Book

Summer is sputtering its way into Alaska, and Alaskans are anxious to move about after another long winter. And even as the pandemic appears to be winding down, it’s a safe to assume that many people will still be staying closer to home than usual, looking for things to do. The trick is figuring out what those things might be.

Most long time Alaskans have at least one well-thumbed copy of “The Milepost,” which is good for plotting the finer points of planning a road trip, like where to find gasoline and a burger. But it doesn’t offer impassioned arguments for getting you out of your car and actually exploring things. At the other end of the spectrum is Lisa Maloney’s comprehensive “Moon Alaska: Scenic Drives, National Parks, Best Hikes,” which should be on every Alaskan’s bookshelf. Maloney tells readers where they should go in the state, and enthusiastically explains why they should visit these places and what they should do upon arrival. The problem here is winnowing her suggestions down to an itinerary that’s compatible with your schedule.

So for those looking for a quick start guide to Alaska, a book offering a handful of ideas on things to see and leaving it up to readers to take it from there, “100 Things to Do in Alaska Before You Die” might be the ticket.

These “100 Things to Do Before You Die” books have been billowing forth for a number of years, attempting to provide readers with a bucket list for their visits to the far corners of the earth. I’ll admit I’ve always been a bit put off by the title of these books. Not so much for the macabre aspect as for the presumptuousness of it. But with their brief summaries of exactly 100 options, they serve a purpose and are clearly popular. So it was only a matter of time before Alaska got featured.

For this book, our guides are Fran Golden, who doesn’t live in Alaska, and Midgi Moore, who does. Some Alaskans might take umbrage at anyone from Outside telling us what we should see in our own state, but it actually makes sense. For potential tourists, knowing what a frequent visitor to our shores considers worthy of note is useful information.

Of course, useful information includes food, and that’s the section that opens this quick little book. It was a pleasant surprise to find the 229 Parks restaurant in Denali on the opening page since it offers high end dining and creative dishes rather than the usual fare. Beyond that, the section directs readers to a handful of cafes, trendy dive bars, and a few of the many distilleries and craft breweries that have popped up over the past couple of decades.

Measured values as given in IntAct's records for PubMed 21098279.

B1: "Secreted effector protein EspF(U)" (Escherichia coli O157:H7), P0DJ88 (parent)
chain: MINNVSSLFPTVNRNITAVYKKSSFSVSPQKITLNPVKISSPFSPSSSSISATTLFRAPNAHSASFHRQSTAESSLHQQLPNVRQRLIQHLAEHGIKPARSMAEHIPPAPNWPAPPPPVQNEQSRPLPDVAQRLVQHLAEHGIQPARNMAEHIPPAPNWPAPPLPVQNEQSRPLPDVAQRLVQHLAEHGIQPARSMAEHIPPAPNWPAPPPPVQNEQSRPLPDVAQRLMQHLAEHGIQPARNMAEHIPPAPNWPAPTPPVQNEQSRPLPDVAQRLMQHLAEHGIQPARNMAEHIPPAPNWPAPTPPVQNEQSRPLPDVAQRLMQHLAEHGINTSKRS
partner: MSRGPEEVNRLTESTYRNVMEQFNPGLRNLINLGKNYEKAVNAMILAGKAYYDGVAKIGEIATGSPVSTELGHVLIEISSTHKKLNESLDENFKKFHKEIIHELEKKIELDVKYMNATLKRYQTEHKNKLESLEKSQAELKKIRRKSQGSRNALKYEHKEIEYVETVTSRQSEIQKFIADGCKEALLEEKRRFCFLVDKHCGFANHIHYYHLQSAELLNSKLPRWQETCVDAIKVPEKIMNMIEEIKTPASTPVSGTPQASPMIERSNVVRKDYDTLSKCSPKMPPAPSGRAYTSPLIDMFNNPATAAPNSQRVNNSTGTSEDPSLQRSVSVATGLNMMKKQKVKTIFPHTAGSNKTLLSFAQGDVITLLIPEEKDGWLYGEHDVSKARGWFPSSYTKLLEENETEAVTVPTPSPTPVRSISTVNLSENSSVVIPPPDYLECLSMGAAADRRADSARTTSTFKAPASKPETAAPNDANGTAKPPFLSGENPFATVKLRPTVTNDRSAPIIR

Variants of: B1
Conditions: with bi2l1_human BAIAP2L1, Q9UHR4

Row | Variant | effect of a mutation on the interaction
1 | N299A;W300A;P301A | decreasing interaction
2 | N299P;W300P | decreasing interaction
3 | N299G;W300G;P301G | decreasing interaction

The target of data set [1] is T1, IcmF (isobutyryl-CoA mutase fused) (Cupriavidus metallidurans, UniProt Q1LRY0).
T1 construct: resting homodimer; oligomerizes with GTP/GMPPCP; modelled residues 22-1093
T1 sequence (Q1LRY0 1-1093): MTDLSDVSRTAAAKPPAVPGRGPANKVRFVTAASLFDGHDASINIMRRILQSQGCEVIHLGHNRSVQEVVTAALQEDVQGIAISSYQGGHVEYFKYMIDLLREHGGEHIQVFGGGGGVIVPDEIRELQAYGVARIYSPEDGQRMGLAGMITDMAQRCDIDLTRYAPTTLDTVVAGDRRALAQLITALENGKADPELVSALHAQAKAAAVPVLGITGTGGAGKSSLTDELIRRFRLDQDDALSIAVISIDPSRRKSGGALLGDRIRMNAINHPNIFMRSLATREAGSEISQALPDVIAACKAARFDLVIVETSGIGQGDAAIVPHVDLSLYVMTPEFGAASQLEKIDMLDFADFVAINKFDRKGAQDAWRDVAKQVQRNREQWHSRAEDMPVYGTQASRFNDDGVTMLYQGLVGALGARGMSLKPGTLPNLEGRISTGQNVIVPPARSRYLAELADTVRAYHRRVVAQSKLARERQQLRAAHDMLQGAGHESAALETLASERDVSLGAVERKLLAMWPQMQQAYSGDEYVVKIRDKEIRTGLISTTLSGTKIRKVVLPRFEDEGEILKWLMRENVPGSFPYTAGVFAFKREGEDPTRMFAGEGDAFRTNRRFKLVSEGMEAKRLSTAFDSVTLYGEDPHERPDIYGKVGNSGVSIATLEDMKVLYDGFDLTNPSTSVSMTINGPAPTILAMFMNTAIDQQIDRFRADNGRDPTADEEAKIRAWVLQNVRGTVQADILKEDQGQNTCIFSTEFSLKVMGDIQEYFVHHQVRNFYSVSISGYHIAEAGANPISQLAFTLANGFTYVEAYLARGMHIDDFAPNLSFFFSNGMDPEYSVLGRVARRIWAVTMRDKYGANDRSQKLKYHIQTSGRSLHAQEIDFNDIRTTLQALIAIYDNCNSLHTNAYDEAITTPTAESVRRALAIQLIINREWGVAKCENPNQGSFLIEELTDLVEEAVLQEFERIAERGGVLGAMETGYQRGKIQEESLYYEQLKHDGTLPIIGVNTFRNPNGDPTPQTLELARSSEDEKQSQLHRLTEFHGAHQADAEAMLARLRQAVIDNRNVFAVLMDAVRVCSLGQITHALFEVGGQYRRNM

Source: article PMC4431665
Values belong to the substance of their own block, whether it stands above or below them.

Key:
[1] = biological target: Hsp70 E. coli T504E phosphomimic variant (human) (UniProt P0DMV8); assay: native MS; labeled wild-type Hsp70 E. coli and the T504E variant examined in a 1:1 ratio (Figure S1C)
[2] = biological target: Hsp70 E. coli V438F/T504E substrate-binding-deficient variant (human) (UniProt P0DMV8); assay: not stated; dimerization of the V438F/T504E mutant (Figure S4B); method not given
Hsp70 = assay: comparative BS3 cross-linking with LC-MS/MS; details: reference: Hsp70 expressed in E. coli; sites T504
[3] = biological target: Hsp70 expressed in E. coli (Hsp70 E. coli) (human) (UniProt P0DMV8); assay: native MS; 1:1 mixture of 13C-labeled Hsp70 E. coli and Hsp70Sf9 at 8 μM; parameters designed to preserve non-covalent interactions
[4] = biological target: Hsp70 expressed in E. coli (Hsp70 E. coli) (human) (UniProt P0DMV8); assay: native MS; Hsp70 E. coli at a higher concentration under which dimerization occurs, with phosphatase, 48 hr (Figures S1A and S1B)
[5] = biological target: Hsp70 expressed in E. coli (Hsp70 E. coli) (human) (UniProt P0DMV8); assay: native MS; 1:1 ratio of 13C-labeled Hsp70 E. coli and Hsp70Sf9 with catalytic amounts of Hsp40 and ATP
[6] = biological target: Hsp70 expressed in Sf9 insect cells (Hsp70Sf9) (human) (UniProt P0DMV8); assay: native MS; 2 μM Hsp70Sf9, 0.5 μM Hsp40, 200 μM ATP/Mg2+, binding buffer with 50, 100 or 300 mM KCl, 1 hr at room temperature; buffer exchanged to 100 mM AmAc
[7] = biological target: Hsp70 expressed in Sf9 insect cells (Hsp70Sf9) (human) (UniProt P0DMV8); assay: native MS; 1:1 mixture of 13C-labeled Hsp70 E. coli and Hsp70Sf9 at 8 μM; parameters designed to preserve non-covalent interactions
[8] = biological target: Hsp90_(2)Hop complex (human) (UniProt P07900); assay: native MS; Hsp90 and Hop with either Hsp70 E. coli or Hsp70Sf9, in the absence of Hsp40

One thing that does become immediately apparent in this section is that the Southeast is disproportionately represented in the book. Moore lives in Juneau and operates a tourism business, so this isn’t surprising. But for residents of Anchorage or Fairbanks loading up their trunks and heading out for a weekend getaway, these options will be a bit harder to access.

The history and culture section that follows ranges further. In addition to opportunities available in the Southeast, the authors suggest several more far-flung options, including spending a night in Coldfoot, although I’d advise pitching your tent in the Marion Creek Campground a few miles north, which they don’t mention. It’s more scenic and less dusty. And the historic town of Wiseman a bit further beyond, which has fewer amenities but much more of interest, barely rates a mention.

This is where the problem with these sorts of books is found. Ask any local, and you’ll always find out that there are more intriguing options than what’s listed. As soon as any Alaskan picks it up, they’re going to notice the things that aren’t there (the absence of McNeil River from the list of bear viewing locations being one of the more glaring examples).

On the other hand, these same books can inform locals of things they had not known existed. I haven’t passed through Haines in more than 30 years, and was oblivious to the fact that the town hosts the Hammer Museum, dedicated to humanity’s oldest implement of mass construction and, as needed, destruction. Now I have a new item on my bucket list if I ever find myself in that town again.

The authors of these books have to walk a fine line between recognizing that most of their readers won’t stray far from creature comforts, while gently encouraging them to do so anyway. Thus when Golden and Moore suggest a visit to the sand dunes in remote Kobuk Valley National Park, they let readers know they need to book an air taxi “from the village of Kotzebue, 80 miles away, where there’s a heritage center, the park’s only facility with bathrooms.”

Much of what is contained in this book is of the passive, go-look-at-this nature rather than presenting things to do. But the pair do provide a few choices for those willing to move their bodies. Hiking the Chilkoot Trail is well worth the effort, although curiously, while they also list riding the White Pass and Yukon Route Railway, another journey not to be missed, they neglect to inform readers that this combination of hiking and riding can be turned into a perfect loop out of Skagway.

But again, this is where talking to Alaskans is important. Alaskans will also catch some errors that shouldn’t have made it through the fact checking process. Details on McCarthy and musk oxen are simply incorrect, using the term “Eskimo” is considered derogatory (how did they miss this?), and snowmachine is one word in Alaska, not two.

Despite these shortcomings, this is a quick and fun book, and if it gets you out your door, it’s done its job. Just be sure it’s merely the starting point for your own list. Alaska is boundless. Don’t limit yourselves.

David James is a freelance writer who lives in Fairbanks. He can be emailed at nobugsinak@gmail.com.